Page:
Influence of double rods and interbody cages on range of motion and rod stress after spinopelvic instrumentation: a finite element study
Aleksander Leszczynski, Frank Meyer, Yann-Philippe Charles, Caroline Deck, Nicolas Bourdet, Rémy Willinger
April 2022, pp 1 - 10 Review Article Read Full Article 10.1007/s00586-022-07149-3
First Online: 23 April 2022
To compare instrumentation configurations consisting of bilateral single or double rods and additional interbody cages (IBCs) at different levels in terms of Range of Motion (ROM) and distribution of von Mises stress in rods.
A previously validated L1-pelvis finite element model was used and instrumented with configurations consisting of single or double bilateral rods and IBCs at multiple levels. Pure moments of 7.5 N.m were applied to L1 in main directions in addition to a follower load of 280 N. Global, segmental ROM and distribution of von Mises stress in rods were studied.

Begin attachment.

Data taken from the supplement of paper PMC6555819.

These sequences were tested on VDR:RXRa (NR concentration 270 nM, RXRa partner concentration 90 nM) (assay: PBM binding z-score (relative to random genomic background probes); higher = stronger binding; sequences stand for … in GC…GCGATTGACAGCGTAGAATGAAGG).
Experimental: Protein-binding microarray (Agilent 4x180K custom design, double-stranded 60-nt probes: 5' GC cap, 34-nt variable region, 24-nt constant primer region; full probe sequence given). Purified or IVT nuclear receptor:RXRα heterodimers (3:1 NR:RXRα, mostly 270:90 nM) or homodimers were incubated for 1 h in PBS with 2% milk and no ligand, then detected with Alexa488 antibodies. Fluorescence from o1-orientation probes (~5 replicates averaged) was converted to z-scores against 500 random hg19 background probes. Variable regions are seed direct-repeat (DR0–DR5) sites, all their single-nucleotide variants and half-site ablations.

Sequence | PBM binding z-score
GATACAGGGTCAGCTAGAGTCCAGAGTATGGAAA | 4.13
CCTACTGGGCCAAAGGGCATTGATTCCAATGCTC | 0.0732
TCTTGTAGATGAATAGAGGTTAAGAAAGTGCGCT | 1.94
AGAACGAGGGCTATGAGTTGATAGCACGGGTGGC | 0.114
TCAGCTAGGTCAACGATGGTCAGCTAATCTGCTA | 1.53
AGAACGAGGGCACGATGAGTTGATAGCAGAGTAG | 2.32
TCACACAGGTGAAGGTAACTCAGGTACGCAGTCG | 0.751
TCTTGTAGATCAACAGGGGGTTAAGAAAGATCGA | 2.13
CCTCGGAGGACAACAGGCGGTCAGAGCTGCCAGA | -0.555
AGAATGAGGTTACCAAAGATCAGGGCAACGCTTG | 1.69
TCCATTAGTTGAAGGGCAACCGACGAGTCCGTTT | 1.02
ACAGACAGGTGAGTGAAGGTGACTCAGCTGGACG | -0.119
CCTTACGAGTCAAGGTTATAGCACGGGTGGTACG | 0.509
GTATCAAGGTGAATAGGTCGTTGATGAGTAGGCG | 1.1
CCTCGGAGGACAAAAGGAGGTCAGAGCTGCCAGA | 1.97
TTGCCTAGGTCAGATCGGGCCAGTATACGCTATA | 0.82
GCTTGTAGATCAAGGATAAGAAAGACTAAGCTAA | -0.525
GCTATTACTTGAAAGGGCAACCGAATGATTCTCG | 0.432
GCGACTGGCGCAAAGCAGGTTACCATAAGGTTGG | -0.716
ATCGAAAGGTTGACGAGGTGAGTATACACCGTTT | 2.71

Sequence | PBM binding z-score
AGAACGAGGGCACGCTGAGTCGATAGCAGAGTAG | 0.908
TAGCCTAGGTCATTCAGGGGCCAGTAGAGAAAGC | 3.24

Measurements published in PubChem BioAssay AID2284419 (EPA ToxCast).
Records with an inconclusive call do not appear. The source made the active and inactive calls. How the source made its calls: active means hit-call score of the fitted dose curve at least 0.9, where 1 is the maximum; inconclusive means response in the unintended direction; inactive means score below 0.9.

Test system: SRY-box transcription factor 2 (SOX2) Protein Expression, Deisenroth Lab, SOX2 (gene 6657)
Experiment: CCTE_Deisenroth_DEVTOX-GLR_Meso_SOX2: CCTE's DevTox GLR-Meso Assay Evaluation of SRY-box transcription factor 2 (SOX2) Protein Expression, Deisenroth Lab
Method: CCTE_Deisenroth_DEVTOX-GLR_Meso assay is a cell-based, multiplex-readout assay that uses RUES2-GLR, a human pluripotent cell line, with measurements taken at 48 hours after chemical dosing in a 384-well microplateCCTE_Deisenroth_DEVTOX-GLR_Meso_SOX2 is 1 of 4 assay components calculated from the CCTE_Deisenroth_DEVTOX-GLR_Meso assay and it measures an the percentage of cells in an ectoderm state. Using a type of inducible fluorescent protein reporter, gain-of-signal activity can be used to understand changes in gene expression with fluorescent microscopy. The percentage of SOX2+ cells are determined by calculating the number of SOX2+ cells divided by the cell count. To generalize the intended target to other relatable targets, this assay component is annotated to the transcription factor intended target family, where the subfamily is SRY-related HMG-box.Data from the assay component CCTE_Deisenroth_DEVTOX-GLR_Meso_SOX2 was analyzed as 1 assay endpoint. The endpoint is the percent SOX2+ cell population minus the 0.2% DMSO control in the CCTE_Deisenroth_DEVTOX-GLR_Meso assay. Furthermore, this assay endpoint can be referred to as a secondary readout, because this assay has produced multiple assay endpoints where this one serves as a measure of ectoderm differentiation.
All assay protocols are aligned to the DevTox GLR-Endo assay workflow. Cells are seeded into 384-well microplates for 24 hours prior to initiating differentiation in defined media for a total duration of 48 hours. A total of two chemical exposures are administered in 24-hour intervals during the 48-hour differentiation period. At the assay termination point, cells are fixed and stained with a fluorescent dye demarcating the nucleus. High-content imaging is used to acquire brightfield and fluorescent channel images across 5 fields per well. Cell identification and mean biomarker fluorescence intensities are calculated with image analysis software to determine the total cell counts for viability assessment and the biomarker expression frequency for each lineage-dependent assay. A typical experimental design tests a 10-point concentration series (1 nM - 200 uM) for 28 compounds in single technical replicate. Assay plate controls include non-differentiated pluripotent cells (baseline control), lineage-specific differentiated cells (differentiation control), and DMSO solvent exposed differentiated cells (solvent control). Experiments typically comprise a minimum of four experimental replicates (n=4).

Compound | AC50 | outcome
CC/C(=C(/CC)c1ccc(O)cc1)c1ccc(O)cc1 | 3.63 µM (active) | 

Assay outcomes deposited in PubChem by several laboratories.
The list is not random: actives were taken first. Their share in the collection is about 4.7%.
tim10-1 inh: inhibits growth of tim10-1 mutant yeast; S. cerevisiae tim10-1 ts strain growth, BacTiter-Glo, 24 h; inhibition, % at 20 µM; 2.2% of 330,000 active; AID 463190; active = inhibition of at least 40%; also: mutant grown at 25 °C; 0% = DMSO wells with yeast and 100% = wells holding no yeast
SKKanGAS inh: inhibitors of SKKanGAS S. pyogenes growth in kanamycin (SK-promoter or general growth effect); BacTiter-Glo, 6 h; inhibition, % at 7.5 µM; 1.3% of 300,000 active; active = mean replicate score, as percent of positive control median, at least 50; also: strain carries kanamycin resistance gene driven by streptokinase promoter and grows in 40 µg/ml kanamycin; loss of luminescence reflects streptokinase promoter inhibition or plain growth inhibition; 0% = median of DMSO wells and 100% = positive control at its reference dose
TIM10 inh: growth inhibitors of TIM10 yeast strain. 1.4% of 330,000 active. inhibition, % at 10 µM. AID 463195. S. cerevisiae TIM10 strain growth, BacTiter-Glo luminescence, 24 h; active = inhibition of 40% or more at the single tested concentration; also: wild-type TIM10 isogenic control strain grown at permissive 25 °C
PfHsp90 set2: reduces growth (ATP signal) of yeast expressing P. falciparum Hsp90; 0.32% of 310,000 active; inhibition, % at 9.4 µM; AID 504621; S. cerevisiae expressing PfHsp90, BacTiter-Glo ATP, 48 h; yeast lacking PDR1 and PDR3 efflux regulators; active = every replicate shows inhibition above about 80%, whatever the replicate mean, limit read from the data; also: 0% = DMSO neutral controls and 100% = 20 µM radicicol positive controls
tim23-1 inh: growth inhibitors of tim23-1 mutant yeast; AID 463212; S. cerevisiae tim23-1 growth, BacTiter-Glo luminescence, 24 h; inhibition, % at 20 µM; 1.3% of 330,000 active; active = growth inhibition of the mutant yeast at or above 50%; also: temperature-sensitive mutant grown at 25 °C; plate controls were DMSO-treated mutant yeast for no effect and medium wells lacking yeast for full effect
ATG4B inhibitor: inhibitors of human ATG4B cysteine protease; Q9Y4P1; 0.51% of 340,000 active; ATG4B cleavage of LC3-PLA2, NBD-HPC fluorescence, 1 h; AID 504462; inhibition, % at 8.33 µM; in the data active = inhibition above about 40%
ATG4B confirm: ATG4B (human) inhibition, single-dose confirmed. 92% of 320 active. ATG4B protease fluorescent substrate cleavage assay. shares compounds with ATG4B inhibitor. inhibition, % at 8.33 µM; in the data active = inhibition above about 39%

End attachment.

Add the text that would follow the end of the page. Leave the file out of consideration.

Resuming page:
All configurations reduced segmental and global ROM from 50 to 100% compared to the intact spine. Addition of IBCs slightly increased ROM at levels adjacent to the IBC placement. The simple rod configuration presented the highest von Mises stress (457 MPa) in principal rods at L5-S1 in flexion. Doubling rods and IBC placement reduced this value and shifted the location of maximum von Mises stress to other regions. Among studied configurations, double rods with IBCs at all levels (L2-S1) showed the lowest ROM. Maximal von Mises stresses in secondary rods were lower in comparison to main rods.
Double rods and IBCs reduced global and segmental ROM as well as von Mises stress in rods. The results suggest a possible benefit in using both strategies to minimize pseudarthrosis and instrumentation failure. However, increased ROM in adjacent levels and the shift of maximal von Mises stress to adjacent areas might cause complications elsewhere.
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